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UPDATED: November 5, 2013 NO. 38 SEPTEMBER 19, 2013
Silk Road Revival
China and four Central Asian countries intend to strengthen cooperation to revive the ancient Silk Road
By Ding Ying

WELCOMING CEREMONY: Chinese President Xi Jinping is welcomed by Kazakh President Nursultan Nazarbayev upon his arrival in Astana, Kazakhstan, on September 6 (HUANG JINGWEN)

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Around 2,150 years ago, a brave diplomat of the West Han Dynasty (202 B.C.-A.D. 8)named Zhang Qian embarked on an adventure to exploit a new passageway linking the capital of West Han, today's Xi'an of Shaanxi Province, with scattered tribes in today's Central Asia. His mission was completed after 22 years of persistent efforts. The tough journey was commemorated with a beautiful name: the Silk Road. In the following centuries, the road not only served as a business passage that brought fortune to countries along the route, but also boosted cultural and friendly communication among them in an increasingly connected world.

Today, China and its Central Asian neighbors agree to strengthen cooperation to resume prosperity of the region, as a peaceful, stable and prosperous neighborhood is the common aspiration of the region.

An economic belt

Chinese President Xi Jinping paid a journey in early September to four Central Asian states, Turkmenistan, Uzbekistan, Kazakhstan and Kyrgyzstan. During his visits, the Chinese president and his Central Asian counterparts reached a consensus to strengthen their partnership in various fields such as economy, politics, culture and security. Xi stated China's Central Asian policy and suggested that China and Central Asia should join hands to build a Silk Road economic belt to boost cooperation.

"A new Silk Road economic belt is on the rise again," said Sun Zhuangzhi, an expert with the Chinese Academy of Social Sciences (CASS). He pointed out that owning a total population of 3 billion and an unparalleled market both in scale and potential, the proposed economic belt will advance growth in countries in Eurasia, which have highly complementary economies and huge potential in resources, market and technology, providing vigorous momentum for development and cooperation to the benefit of the region and even the world.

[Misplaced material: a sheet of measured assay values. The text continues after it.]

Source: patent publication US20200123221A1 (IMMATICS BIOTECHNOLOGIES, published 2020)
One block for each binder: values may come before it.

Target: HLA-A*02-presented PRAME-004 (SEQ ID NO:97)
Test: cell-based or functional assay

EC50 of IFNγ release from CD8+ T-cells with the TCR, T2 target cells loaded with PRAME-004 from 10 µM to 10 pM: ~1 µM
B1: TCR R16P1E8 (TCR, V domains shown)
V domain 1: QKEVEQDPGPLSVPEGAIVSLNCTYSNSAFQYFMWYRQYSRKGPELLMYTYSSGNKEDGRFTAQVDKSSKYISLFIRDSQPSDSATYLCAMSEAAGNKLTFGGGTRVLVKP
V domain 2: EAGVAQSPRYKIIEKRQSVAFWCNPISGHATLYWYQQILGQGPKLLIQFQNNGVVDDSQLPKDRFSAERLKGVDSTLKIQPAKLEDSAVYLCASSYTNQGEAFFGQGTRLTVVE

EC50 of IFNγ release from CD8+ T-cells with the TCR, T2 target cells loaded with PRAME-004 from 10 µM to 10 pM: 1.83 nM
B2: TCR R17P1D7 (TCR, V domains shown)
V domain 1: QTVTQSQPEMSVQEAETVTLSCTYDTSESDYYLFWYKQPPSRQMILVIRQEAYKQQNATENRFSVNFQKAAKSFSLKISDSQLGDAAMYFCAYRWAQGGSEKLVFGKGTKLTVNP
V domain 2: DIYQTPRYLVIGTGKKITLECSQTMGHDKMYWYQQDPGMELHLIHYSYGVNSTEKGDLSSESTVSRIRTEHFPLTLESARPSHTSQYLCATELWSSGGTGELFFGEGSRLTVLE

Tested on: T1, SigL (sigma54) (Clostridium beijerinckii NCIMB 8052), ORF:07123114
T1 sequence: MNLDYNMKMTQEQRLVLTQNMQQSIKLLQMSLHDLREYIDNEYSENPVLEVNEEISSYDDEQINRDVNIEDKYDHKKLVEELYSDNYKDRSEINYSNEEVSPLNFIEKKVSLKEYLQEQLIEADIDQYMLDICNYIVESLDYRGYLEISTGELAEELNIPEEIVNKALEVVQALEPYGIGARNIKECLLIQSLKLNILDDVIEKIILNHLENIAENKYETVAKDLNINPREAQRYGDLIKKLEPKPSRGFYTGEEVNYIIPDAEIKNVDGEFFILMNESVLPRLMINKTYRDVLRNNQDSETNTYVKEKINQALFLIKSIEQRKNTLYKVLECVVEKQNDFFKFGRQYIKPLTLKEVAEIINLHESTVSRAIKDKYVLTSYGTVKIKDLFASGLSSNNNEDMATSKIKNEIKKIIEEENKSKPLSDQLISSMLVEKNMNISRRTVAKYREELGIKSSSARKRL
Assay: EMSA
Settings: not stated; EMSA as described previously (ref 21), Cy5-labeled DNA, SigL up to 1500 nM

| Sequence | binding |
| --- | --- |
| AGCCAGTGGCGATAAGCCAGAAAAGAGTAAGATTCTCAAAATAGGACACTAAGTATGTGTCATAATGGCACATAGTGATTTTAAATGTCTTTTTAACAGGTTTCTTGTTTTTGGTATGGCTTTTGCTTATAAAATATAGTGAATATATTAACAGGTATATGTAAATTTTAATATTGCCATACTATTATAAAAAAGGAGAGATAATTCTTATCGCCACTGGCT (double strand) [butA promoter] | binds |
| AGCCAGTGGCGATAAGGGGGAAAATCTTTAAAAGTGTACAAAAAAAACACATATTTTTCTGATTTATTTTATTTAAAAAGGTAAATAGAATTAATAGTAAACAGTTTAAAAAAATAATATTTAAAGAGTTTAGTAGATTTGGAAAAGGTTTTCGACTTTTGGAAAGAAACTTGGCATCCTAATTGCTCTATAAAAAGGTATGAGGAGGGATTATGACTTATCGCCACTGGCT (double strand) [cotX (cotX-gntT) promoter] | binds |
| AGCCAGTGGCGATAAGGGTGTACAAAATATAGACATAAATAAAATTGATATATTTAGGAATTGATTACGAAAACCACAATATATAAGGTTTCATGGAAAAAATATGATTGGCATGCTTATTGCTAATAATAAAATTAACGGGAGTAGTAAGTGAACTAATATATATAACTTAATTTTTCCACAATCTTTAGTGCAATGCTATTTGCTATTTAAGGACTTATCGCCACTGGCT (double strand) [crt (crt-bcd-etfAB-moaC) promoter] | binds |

Xi proposed for the first time the joint establishment of a "Silk Road economic belt" to boost cooperation between China and Eurasian countries on September 8 in a speech delivered at Kazakhstan's Nazarbayev University in Astana.

Xi suggested that relevant countries enhance communication and green-light regional economic integration in terms of both policy and law, while working together to formulate plans and measures for regional cooperation.

The Chinese president said that they should work to improve traffic connectivity so as to open the strategic regional thoroughfare from the Pacific Ocean to the Baltic Sea, gradually move toward the set-up of a network of transportation that connects Eastern, Western and Southern Asia, explore ways to facilitate trade and investment, promote local-currency settlement so as to improve their immunity to financial risks and their global competitiveness and strengthen friendly people-to-people exchanges. Xi proposed that mutual understanding and traditional friendship be promoted among the countries in the region.

The grand regional cooperation structure, Xi believed, can be set up through "strengthening policy communication, road connections, trade facilitation, currency circulation and heart connection."

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